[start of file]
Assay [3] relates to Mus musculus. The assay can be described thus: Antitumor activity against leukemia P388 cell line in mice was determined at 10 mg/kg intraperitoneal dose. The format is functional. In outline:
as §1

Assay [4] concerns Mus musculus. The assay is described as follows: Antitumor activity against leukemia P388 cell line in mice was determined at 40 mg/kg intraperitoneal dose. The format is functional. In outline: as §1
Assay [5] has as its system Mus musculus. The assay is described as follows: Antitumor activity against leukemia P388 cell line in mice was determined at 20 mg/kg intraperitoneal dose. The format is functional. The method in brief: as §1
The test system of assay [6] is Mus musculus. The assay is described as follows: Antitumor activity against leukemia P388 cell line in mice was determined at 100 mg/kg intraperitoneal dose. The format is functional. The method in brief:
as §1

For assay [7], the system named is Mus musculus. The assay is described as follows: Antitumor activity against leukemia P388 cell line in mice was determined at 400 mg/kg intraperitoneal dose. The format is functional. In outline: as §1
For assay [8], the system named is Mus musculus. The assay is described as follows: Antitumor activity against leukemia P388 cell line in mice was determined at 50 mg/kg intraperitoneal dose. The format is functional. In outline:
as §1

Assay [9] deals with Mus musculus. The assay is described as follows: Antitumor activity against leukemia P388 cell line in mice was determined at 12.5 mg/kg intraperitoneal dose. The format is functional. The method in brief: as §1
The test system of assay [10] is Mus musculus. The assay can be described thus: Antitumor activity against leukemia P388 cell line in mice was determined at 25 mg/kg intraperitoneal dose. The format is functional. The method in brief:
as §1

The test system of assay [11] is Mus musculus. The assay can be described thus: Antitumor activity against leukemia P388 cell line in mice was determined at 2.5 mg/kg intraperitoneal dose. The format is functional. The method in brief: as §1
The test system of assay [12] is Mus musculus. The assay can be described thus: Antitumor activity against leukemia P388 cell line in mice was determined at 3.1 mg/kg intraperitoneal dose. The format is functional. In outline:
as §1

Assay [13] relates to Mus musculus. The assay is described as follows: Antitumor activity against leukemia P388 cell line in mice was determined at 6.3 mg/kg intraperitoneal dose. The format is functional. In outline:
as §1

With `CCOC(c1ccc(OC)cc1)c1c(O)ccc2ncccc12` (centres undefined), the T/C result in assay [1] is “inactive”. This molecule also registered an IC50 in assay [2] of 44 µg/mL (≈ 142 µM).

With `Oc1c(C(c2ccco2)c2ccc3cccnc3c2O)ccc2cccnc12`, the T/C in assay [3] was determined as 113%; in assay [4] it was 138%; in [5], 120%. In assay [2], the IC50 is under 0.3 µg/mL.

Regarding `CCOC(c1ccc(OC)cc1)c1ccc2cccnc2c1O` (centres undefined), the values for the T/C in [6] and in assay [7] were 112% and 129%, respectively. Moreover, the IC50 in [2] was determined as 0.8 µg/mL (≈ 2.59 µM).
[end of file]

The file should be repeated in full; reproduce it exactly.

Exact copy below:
Assay [3] relates to Mus musculus. The assay can be described thus: Antitumor activity against leukemia P388 cell line in mice was determined at 10 mg/kg intraperitoneal dose. The format is functional. In outline:
as §1

Assay [4] concerns Mus musculus. The assay is described as follows: Antitumor activity against leukemia P388 cell line in mice was determined at 40 mg/kg intraperitoneal dose. The format is functional. In outline: as §1
Assay [5] has as its system Mus musculus. The assay is described as follows: Antitumor activity against leukemia P388 cell line in mice was determined at 20 mg/kg intraperitoneal dose. The format is functional. The method in brief: as §1
The test system of assay [6] is Mus musculus. The assay is described as follows: Antitumor activity against leukemia P388 cell line in mice was determined at 100 mg/kg intraperitoneal dose. The format is functional. The method in brief:
as §1

For assay [7], the system named is Mus musculus. The assay is described as follows: Antitumor activity against leukemia P388 cell line in mice was determined at 400 mg/kg intraperitoneal dose. The format is functional. In outline: as §1
For assay [8], the system named is Mus musculus. The assay is described as follows: Antitumor activity against leukemia P388 cell line in mice was determined at 50 mg/kg intraperitoneal dose. The format is functional. In outline:
as §1

Assay [9] deals with Mus musculus. The assay is described as follows: Antitumor activity against leukemia P388 cell line in mice was determined at 12.5 mg/kg intraperitoneal dose. The format is functional. The method in brief: as §1
The test system of assay [10] is Mus musculus. The assay can be described thus: Antitumor activity against leukemia P388 cell line in mice was determined at 25 mg/kg intraperitoneal dose. The format is functional. The method in brief:
as §1

The test system of assay [11] is Mus musculus. The assay can be described thus: Antitumor activity against leukemia P388 cell line in mice was determined at 2.5 mg/kg intraperitoneal dose. The format is functional. The method in brief: as §1
The test system of assay [12] is Mus musculus. The assay can be described thus: Antitumor activity against leukemia P388 cell line in mice was determined at 3.1 mg/kg intraperitoneal dose. The format is functional. In outline:
as §1

Assay [13] relates to Mus musculus. The assay is described as follows: Antitumor activity against leukemia P388 cell line in mice was determined at 6.3 mg/kg intraperitoneal dose. The format is functional. In outline:
as §1

With `CCOC(c1ccc(OC)cc1)c1c(O)ccc2ncccc12` (centres undefined), the T/C result in assay [1] is “inactive”. This molecule also registered an IC50 in assay [2] of 44 µg/mL (≈ 142 µM).

With `Oc1c(C(c2ccco2)c2ccc3cccnc3c2O)ccc2cccnc12`, the T/C in assay [3] was determined as 113%; in assay [4] it was 138%; in [5], 120%. In assay [2], the IC50 is under 0.3 µg/mL.

Regarding `CCOC(c1ccc(OC)cc1)c1ccc2cccnc2c1O` (centres undefined), the values for the T/C in [6] and in assay [7] were 112% and 129%, respectively. Moreover, the IC50 in [2] was determined as 0.8 µg/mL (≈ 2.59 µM).